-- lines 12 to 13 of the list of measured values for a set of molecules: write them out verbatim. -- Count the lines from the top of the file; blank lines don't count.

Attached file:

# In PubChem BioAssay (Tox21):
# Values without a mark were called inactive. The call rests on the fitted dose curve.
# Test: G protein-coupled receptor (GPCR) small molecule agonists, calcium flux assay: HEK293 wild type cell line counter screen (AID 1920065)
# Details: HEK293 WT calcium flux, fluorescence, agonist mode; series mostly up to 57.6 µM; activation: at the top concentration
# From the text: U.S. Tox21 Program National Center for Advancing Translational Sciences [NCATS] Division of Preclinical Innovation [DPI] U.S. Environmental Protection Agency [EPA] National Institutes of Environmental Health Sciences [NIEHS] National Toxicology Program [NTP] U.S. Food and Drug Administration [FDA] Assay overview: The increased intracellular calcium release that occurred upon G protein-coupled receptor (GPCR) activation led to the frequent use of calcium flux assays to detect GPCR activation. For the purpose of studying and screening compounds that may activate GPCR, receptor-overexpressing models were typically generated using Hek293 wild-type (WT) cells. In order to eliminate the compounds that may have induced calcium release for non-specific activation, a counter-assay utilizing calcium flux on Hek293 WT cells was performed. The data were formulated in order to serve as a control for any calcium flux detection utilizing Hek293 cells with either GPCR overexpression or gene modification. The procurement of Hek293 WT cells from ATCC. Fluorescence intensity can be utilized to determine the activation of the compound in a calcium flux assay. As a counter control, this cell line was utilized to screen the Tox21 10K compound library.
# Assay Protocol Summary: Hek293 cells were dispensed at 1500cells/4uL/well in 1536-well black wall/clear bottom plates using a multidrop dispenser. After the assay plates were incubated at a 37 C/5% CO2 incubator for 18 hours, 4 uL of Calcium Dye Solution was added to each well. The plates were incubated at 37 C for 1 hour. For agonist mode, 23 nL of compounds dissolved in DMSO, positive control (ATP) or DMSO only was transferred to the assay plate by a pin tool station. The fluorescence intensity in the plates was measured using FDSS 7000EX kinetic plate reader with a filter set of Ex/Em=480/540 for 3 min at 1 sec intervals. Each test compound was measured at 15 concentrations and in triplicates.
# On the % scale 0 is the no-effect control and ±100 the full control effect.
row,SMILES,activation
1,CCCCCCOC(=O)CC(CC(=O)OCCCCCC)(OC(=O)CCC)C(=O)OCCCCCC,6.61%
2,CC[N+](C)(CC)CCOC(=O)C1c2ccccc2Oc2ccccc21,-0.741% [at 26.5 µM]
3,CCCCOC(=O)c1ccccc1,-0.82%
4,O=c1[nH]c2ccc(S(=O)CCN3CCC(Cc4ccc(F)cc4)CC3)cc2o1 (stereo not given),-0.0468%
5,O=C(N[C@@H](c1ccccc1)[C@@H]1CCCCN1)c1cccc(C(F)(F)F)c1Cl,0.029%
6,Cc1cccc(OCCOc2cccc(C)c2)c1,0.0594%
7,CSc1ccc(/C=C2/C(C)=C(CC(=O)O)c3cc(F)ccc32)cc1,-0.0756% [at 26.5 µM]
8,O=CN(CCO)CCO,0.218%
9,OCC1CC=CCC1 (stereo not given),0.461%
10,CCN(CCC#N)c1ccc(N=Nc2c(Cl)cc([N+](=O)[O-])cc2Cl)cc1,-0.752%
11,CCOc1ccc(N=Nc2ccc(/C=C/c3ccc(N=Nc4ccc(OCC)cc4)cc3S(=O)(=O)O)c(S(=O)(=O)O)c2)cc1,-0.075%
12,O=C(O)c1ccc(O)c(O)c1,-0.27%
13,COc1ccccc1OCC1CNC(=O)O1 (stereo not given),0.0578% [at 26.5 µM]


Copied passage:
4,O=c1[nH]c2ccc(S(=O)CCN3CCC(Cc4ccc(F)cc4)CC3)cc2o1 (stereo not given),-0.0468%
5,O=C(N[C@@H](c1ccccc1)[C@@H]1CCCCN1)c1cccc(C(F)(F)F)c1Cl,0.029%